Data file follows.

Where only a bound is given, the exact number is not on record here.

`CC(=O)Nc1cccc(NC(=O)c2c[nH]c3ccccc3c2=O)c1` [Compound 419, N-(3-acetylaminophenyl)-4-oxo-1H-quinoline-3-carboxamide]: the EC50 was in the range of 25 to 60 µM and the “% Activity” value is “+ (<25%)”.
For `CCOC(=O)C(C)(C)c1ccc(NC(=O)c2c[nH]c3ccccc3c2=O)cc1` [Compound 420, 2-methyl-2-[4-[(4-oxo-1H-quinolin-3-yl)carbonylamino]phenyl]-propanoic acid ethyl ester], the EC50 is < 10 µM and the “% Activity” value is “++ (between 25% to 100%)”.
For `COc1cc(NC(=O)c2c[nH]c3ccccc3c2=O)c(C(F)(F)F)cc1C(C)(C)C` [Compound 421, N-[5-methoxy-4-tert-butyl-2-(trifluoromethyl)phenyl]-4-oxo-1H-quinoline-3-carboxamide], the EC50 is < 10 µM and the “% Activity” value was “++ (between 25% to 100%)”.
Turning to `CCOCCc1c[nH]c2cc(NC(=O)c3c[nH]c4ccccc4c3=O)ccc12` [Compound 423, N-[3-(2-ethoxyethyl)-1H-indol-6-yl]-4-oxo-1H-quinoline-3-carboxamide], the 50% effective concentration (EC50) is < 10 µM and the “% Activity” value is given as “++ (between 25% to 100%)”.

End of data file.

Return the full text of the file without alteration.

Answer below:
Where only a bound is given, the exact number is not on record here.

`CC(=O)Nc1cccc(NC(=O)c2c[nH]c3ccccc3c2=O)c1` [Compound 419, N-(3-acetylaminophenyl)-4-oxo-1H-quinoline-3-carboxamide]: the EC50 was in the range of 25 to 60 µM and the “% Activity” value is “+ (<25%)”.
For `CCOC(=O)C(C)(C)c1ccc(NC(=O)c2c[nH]c3ccccc3c2=O)cc1` [Compound 420, 2-methyl-2-[4-[(4-oxo-1H-quinolin-3-yl)carbonylamino]phenyl]-propanoic acid ethyl ester], the EC50 is < 10 µM and the “% Activity” value is “++ (between 25% to 100%)”.
For `COc1cc(NC(=O)c2c[nH]c3ccccc3c2=O)c(C(F)(F)F)cc1C(C)(C)C` [Compound 421, N-[5-methoxy-4-tert-butyl-2-(trifluoromethyl)phenyl]-4-oxo-1H-quinoline-3-carboxamide], the EC50 is < 10 µM and the “% Activity” value was “++ (between 25% to 100%)”.
Turning to `CCOCCc1c[nH]c2cc(NC(=O)c3c[nH]c4ccccc4c3=O)ccc12` [Compound 423, N-[3-(2-ethoxyethyl)-1H-indol-6-yl]-4-oxo-1H-quinoline-3-carboxamide], the 50% effective concentration (EC50) is < 10 µM and the “% Activity” value is given as “++ (between 25% to 100%)”.